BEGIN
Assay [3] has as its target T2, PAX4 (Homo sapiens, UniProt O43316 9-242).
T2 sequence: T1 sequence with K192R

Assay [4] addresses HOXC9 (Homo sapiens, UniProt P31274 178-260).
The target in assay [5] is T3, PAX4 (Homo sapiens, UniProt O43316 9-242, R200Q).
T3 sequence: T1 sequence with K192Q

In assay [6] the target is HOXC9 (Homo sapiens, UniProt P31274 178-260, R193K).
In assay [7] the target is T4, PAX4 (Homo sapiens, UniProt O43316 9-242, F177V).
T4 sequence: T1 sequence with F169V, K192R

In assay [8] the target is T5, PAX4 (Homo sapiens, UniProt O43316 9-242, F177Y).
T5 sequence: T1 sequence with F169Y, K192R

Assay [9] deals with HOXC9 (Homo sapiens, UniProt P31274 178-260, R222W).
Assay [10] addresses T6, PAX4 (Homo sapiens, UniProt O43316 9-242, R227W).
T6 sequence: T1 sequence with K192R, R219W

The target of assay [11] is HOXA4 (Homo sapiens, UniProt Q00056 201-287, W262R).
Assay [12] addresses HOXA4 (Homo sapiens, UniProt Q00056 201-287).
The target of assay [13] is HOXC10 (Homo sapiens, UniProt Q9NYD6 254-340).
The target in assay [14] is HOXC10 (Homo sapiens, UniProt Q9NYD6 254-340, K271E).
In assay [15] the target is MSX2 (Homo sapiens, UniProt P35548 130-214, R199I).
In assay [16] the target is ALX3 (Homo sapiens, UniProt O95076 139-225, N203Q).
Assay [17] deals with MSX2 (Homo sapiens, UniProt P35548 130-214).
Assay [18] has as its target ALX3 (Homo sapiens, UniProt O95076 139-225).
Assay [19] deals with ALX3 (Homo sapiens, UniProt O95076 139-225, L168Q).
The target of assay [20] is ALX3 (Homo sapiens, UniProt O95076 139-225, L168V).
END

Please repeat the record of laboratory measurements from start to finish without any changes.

Assay [3] has as its target T2, PAX4 (Homo sapiens, UniProt O43316 9-242).
T2 sequence: T1 sequence with K192R

Assay [4] addresses HOXC9 (Homo sapiens, UniProt P31274 178-260).
The target in assay [5] is T3, PAX4 (Homo sapiens, UniProt O43316 9-242, R200Q).
T3 sequence: T1 sequence with K192Q

In assay [6] the target is HOXC9 (Homo sapiens, UniProt P31274 178-260, R193K).
In assay [7] the target is T4, PAX4 (Homo sapiens, UniProt O43316 9-242, F177V).
T4 sequence: T1 sequence with F169V, K192R

In assay [8] the target is T5, PAX4 (Homo sapiens, UniProt O43316 9-242, F177Y).
T5 sequence: T1 sequence with F169Y, K192R

Assay [9] deals with HOXC9 (Homo sapiens, UniProt P31274 178-260, R222W).
Assay [10] addresses T6, PAX4 (Homo sapiens, UniProt O43316 9-242, R227W).
T6 sequence: T1 sequence with K192R, R219W

The target of assay [11] is HOXA4 (Homo sapiens, UniProt Q00056 201-287, W262R).
Assay [12] addresses HOXA4 (Homo sapiens, UniProt Q00056 201-287).
The target of assay [13] is HOXC10 (Homo sapiens, UniProt Q9NYD6 254-340).
The target in assay [14] is HOXC10 (Homo sapiens, UniProt Q9NYD6 254-340, K271E).
In assay [15] the target is MSX2 (Homo sapiens, UniProt P35548 130-214, R199I).
In assay [16] the target is ALX3 (Homo sapiens, UniProt O95076 139-225, N203Q).
Assay [17] deals with MSX2 (Homo sapiens, UniProt P35548 130-214).
Assay [18] has as its target ALX3 (Homo sapiens, UniProt O95076 139-225).
Assay [19] deals with ALX3 (Homo sapiens, UniProt O95076 139-225, L168Q).
The target of assay [20] is ALX3 (Homo sapiens, UniProt O95076 139-225, L168V).